Forward without fuss

by 31 Mar 2009

Sarah O’Carroll looks at steps HR can take to make the transition from WorkChoices to the Fair Work Bill as painless as possible

The time for debate is over. The Rudd Government has been successful in delivering its promise to bury the Coali tion government’s WorkChoices reforms. While some employers may complain that the “Forward with Fairness” reforms are not a fair deal for employers, the fact is that the Fair Work Bill has been passed and the pendulum has swung back in favour of employees.

From 1 July the first of the reforms will come into play. And from 1 January 2010 the entire system will be in full swing.

So after these dates, many employers and HR departments may find themselves with a desk full of unprecedented claims, submissions and papers to deal with. It will be a different industrial legislative environment to work in and HR depart ments are being advised to prepare now, to minimise the disruption when the changeover comes.

Of all the changes that are coming into effect, those that are causing employers most concern and confusion are those cov ering workplace flexibility, unfair dismissal, and what the abolition of AWAs means.

Unfair dismissal

Among the most controversial of the Howard government’s WorkChoices amendments were the restrictions placed on access to unfair dismissal. Employees who were employed by a company of less than 100 employees could not make an unfair dismissal claim. This will change from 1 July this year.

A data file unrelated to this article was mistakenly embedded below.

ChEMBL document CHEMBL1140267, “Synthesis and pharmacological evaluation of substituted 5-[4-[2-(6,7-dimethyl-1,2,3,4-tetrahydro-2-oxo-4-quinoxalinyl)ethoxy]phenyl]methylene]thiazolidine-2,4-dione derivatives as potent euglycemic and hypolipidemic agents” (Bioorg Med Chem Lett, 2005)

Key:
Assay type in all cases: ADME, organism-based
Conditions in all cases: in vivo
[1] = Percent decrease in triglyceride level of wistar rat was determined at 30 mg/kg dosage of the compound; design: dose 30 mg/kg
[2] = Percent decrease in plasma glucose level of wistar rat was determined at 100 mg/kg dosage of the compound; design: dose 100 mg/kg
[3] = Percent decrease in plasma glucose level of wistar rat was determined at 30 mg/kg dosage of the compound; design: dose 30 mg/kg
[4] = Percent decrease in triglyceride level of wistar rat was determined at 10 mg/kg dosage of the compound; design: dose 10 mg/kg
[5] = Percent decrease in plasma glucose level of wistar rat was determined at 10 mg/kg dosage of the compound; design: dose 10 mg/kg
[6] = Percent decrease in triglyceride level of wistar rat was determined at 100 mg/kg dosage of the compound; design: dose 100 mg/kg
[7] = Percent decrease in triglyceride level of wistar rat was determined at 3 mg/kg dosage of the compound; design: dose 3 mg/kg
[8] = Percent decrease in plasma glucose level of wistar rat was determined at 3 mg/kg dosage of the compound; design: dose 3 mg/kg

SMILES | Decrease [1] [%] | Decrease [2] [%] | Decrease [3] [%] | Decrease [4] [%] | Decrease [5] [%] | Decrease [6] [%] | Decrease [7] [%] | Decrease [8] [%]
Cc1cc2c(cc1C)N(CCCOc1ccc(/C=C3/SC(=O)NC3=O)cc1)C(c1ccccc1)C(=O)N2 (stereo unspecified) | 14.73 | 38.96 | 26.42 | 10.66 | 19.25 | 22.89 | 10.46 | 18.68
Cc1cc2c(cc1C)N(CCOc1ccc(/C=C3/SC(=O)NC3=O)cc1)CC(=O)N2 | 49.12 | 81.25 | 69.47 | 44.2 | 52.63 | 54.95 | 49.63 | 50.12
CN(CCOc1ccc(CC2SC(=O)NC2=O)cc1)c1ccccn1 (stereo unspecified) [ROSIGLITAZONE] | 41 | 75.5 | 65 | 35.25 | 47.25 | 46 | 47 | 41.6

Under the new provisions, in any small business (which now means less than 15 employees) new employees can bring an unfair dismissal only if they are employed for more than 12 months. In all other busi nesses workers can make a claim after six months. Larger companies will not be affected by the new unfair dismissal reforms.

“These companies will have to reorient themselves to pre WorkChoices,” says Jane Seymour, director of Justitia Lawyers. “If a company has less than 100 employees and has some under performers and plans to cut staff, it will be in the employer’s interest to work them out now, before 1 July. After that date they could be faced with an unfair dismissal claim.”

HR tips: According to Seymour, performance management will become increasingly important for companies, especially in light of so many recent redundancies.

“There has been a definite increase in discrimination claims, and, while small business employees will not be entitled to an unfair dismissal claim, they can still bring forward an unlaw ful termination claim,” she says.

“So, for example, if you decide to terminate somebody based on their performance, but you have not documented their poor performance or told them about it, the employee could choose another discriminatory reason as to why they think they are being let go,” says Seymour. “And then the onus is on the employer to disprove that.”

Therefore, she says, it is very important for HR departments to emphasise the need for documented performance management.